17 October 2023

National Water Week spotlight series: Paul Coysh

National Water Week is making a splash across Australia this week with this year’s theme, ‘United by Water’. Taking place from October 16-22, National Water Week encourages individuals, communities, schools and organisations to be inspired to promote the importance of water.

At BMD, we’re making major waves in the water and wastewater sector which is why we’re excited to shine a spotlight on our people working across our many water projects nationally.

We have a long history of delivering effective and resilient water and wastewater infrastructure projects and our specialist teams work with our clients to offer industry leading technologies and treatment processes.

Meet Paul Coysh, Senior Project Manager, and currently engaged as the Assistant Project Director – South East Water IPD Framework, (see more about the IPD here).

Q: It’s National Water Week and we are shining a spotlight on BMD’s growth in the water sector. What do you enjoy about working in the water sector and the role you have in being part of the solution?

A: Water is an essential resource for all life on our planet. It’s important to remember that it’s a finite and shared resource, and we all have a responsibility to manage our water use wisely. The water sector offers an incredibly diverse working environment. One day, you might be focused on a reservoir or dam, while the next could find you deep underground tunnelling for a new sewer. It’s a fantastic and ever-evolving challenge.

Q: What are some key water infrastructure projects you’ve been involved in, and how have they contributed to the bigger picture of water resource management?

A: I’ve had the privilege of working on various key water assets in Melbourne, spanning from headworks and significant dam embankment upgrades to all aspects of the water cycle and sewage treatment at Melbourne’s major wastewater treatment plants. If I had to highlight three projects I’m most proud of, they would be the Alphington Sewer Upgrade, where we pushed the boundaries of what a micro-tunnelling machine could achieve, the Upper Yarra Dam Safety Upgrade, which involved large-scale earthworks on a live reservoir embankment critical to Melbourne, and the diversion gate works at the Eastern Treatment Plant inlet, which was logistically challenging and my first project in Australia.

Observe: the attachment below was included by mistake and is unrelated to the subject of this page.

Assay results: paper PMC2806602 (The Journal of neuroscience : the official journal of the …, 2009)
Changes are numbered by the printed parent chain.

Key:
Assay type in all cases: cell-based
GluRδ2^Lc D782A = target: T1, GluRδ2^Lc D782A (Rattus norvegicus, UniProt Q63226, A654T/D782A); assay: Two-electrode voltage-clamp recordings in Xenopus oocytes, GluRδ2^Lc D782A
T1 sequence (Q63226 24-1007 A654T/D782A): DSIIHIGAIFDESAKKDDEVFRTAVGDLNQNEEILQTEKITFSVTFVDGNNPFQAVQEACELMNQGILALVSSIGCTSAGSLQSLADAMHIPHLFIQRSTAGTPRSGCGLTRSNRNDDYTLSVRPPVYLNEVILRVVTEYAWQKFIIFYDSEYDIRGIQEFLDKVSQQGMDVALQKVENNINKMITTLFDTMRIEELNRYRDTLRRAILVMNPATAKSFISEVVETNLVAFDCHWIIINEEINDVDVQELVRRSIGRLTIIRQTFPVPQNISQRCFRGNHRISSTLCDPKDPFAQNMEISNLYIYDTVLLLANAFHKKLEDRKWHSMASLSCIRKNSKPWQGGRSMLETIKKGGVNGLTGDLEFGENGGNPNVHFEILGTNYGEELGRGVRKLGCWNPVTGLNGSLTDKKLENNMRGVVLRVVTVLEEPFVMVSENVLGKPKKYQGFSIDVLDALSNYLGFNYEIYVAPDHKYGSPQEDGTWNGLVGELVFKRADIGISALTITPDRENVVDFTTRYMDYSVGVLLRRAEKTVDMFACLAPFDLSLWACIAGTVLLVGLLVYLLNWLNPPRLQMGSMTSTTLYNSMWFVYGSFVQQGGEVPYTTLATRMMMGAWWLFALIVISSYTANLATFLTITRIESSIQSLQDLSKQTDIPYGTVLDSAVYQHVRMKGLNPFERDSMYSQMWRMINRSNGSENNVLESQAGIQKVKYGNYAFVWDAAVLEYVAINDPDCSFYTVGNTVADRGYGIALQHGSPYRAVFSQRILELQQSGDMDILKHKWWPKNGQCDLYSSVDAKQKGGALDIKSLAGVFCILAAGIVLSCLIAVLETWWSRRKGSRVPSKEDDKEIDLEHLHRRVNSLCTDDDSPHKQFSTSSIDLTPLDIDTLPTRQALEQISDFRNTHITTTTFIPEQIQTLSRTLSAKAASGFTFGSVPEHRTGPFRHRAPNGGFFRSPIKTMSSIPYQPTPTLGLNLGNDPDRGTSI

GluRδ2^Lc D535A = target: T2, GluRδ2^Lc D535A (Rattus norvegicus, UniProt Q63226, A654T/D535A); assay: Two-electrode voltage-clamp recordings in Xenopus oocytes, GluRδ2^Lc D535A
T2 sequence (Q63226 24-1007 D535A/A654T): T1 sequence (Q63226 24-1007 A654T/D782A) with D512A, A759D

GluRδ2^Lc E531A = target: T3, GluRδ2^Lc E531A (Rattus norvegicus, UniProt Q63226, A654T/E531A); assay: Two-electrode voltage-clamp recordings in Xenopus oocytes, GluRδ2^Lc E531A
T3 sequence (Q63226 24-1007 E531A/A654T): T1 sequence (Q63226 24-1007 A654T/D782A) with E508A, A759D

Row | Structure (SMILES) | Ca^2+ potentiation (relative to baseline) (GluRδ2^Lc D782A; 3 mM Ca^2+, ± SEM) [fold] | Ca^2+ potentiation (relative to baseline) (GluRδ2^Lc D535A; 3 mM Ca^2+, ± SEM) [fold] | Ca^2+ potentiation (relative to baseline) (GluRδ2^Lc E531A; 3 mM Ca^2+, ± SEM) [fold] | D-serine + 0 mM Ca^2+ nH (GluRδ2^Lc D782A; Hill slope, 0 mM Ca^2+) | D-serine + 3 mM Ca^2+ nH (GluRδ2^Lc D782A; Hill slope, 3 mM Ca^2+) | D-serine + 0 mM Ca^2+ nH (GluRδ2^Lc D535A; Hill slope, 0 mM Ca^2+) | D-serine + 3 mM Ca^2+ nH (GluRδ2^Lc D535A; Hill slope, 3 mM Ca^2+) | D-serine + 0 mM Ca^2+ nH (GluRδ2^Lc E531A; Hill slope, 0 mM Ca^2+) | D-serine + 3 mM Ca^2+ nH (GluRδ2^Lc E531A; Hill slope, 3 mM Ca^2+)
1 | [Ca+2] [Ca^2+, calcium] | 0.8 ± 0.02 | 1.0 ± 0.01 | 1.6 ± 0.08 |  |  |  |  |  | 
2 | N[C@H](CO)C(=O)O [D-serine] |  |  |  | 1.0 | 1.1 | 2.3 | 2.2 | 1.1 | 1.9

Q: How do you see your role in creating a positive impact in the water sector to ensure the infrastructure is resilient, fit for purpose, and considers challenges going forward?

A: As a Senior Project Manager at BMD, my role is to influence and empower our teams to pursue sustainable practices and challenge the status quo. I believe that leadership should wholeheartedly support critical thinking from the newer engineers in our industry. Progress comes from innovation and improvement, not from simply repeating established processes.

Q: Can you share any sustainable construction practices and technologies are being utilised to minimise the environmental impact of water infrastructure projects?

A: Sustainable construction practices have made significant progress in recent years. We now upcycle what was once considered waste into construction materials, a practice not limited to the water sector but industry wide. Recycled asphalt, “green” pipes made from recycled plastics, and crushed glass aggregates for pipe bedding are now commonplace. However, sustainability goes beyond using recycled products. We need to address concrete as a major contributor to our carbon footprint in the construction industry and seek out more durable, easily maintainable plant and equipment to reduce the overall life costs of assets.

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